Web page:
Dozer the walrus has his flippers full juggling three girlfriends.
The latest lady, Kulu, arrived at Tacoma’s Point Defiance Zoo & Aquarium this week.
She joins Joan and Basilla in a quest to successfully mate with Dozer, who is on loan from San Antonio through breeding season.
There are only 14 Pacific walruses at accredited zoos and aquariums in the United States, which means Tacoma now has nearly one-third of the nation’s walruses.
“This is an extremely rare occurrence, and it underscores the importance of having these four walruses together in the hope that they might produce some calves,” said Neil Allen, the zoo’s Aquatic Animal Curator.
Kulu, 22, came from the Wildlife Conservation Society’s New York Aquarium and will stay until renovations are made there to repair storm damage.
Keepers put together Kulu’s dating profile for Dozer: playful, a strong personality, excited to learn new behaviors and weighing in at 1,346 pounds.
Dozer, 23, weighs 3,650 pounds.
His other girlfriends, 21-year-old Joan and 33-year-old Basilla, have lived in Tacoma for several years.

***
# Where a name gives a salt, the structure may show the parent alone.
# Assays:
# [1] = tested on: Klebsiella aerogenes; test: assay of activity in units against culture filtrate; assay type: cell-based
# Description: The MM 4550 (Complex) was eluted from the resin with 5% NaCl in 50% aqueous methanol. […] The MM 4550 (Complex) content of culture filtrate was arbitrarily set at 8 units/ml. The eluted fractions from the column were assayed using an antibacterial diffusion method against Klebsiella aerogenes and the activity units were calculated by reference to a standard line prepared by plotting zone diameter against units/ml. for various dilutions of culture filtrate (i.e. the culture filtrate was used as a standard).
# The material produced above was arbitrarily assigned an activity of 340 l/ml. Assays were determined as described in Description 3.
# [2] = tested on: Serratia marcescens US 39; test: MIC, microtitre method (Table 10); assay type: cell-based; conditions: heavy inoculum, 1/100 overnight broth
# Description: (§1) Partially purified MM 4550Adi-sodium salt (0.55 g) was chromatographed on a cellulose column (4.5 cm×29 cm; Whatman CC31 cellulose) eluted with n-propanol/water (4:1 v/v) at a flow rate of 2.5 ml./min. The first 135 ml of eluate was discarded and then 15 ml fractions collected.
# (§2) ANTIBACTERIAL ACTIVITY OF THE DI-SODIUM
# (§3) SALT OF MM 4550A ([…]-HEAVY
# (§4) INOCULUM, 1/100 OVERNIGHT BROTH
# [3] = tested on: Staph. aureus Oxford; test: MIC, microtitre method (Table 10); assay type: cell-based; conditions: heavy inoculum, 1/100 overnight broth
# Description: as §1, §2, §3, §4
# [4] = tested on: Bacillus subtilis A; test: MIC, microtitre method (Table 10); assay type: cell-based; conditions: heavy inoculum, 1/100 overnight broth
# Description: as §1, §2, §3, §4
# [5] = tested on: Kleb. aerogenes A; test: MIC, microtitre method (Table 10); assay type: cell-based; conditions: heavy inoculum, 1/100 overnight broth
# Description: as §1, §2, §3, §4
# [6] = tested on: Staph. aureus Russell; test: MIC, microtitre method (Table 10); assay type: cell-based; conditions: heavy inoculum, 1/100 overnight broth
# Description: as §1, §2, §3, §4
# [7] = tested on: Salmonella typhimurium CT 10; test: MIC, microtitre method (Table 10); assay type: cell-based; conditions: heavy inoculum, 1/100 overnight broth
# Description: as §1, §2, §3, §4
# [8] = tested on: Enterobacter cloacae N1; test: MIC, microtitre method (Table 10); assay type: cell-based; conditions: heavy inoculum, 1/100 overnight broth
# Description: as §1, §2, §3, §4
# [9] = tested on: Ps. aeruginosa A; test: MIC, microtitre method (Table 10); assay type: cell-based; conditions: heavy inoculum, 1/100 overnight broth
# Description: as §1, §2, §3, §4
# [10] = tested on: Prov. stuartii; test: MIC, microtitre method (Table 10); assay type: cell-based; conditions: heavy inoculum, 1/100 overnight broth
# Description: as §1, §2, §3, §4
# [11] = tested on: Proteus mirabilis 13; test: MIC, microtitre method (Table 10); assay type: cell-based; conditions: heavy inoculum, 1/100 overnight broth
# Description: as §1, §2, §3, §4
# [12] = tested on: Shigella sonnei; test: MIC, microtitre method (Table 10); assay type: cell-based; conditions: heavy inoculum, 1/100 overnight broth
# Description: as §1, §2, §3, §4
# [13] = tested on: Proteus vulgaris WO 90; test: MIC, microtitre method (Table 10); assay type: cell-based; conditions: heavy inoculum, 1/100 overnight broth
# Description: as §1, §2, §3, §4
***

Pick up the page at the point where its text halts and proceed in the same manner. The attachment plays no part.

Kulu made her public debut at Rocky Shores on Thursday.
Members of a managed breeding program said walruses have a higher chance of reproducing if there are more females and a single male.
The breeding season, or rut, lasts through springtime. However, female walruses are only fertile for a few days each year.
Point Defiance Zoo staff are tracking the ladies’ hormone levels with blood samples taken when the walruses voluntarily present their flippers.
Once a walrus egg is fertilized, the embryo is not implanted in the uterus for four to five months. The gestation period is about 15 months.
The Pacific walrus is covered by the Marine Mammal Protection Act and is listed as a candidate for further safeguarding by the U.S. Fish & Wildlife Service under the Endangered Species Act.
Stacia Glenn: 253-597-8653